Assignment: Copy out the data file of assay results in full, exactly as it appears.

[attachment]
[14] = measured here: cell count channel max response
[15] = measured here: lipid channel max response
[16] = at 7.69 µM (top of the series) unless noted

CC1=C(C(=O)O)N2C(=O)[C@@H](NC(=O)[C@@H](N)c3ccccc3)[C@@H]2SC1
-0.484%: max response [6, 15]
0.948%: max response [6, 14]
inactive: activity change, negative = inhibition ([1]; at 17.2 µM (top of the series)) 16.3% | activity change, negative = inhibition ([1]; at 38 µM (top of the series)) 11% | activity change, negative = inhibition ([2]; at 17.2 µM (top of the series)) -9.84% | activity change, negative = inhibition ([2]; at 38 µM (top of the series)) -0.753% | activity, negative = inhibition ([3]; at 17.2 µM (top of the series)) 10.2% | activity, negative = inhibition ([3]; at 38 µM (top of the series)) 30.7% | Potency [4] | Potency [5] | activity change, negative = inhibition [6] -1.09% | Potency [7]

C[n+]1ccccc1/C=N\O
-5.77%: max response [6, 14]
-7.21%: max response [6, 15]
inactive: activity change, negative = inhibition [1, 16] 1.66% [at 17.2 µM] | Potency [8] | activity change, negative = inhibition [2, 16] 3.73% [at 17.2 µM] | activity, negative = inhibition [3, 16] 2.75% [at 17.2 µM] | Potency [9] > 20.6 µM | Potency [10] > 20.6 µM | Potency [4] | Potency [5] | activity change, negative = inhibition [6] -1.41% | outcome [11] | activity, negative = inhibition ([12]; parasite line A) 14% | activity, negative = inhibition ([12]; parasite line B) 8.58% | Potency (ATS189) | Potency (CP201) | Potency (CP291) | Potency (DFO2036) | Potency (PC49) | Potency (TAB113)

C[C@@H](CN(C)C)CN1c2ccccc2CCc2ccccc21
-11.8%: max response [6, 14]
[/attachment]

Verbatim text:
[14] = measured here: cell count channel max response
[15] = measured here: lipid channel max response
[16] = at 7.69 µM (top of the series) unless noted

CC1=C(C(=O)O)N2C(=O)[C@@H](NC(=O)[C@@H](N)c3ccccc3)[C@@H]2SC1
-0.484%: max response [6, 15]
0.948%: max response [6, 14]
inactive: activity change, negative = inhibition ([1]; at 17.2 µM (top of the series)) 16.3% | activity change, negative = inhibition ([1]; at 38 µM (top of the series)) 11% | activity change, negative = inhibition ([2]; at 17.2 µM (top of the series)) -9.84% | activity change, negative = inhibition ([2]; at 38 µM (top of the series)) -0.753% | activity, negative = inhibition ([3]; at 17.2 µM (top of the series)) 10.2% | activity, negative = inhibition ([3]; at 38 µM (top of the series)) 30.7% | Potency [4] | Potency [5] | activity change, negative = inhibition [6] -1.09% | Potency [7]

C[n+]1ccccc1/C=N\O
-5.77%: max response [6, 14]
-7.21%: max response [6, 15]
inactive: activity change, negative = inhibition [1, 16] 1.66% [at 17.2 µM] | Potency [8] | activity change, negative = inhibition [2, 16] 3.73% [at 17.2 µM] | activity, negative = inhibition [3, 16] 2.75% [at 17.2 µM] | Potency [9] > 20.6 µM | Potency [10] > 20.6 µM | Potency [4] | Potency [5] | activity change, negative = inhibition [6] -1.41% | outcome [11] | activity, negative = inhibition ([12]; parasite line A) 14% | activity, negative = inhibition ([12]; parasite line B) 8.58% | Potency (ATS189) | Potency (CP201) | Potency (CP291) | Potency (DFO2036) | Potency (PC49) | Potency (TAB113)

C[C@@H](CN(C)C)CN1c2ccccc2CCc2ccccc21
-11.8%: max response [6, 14]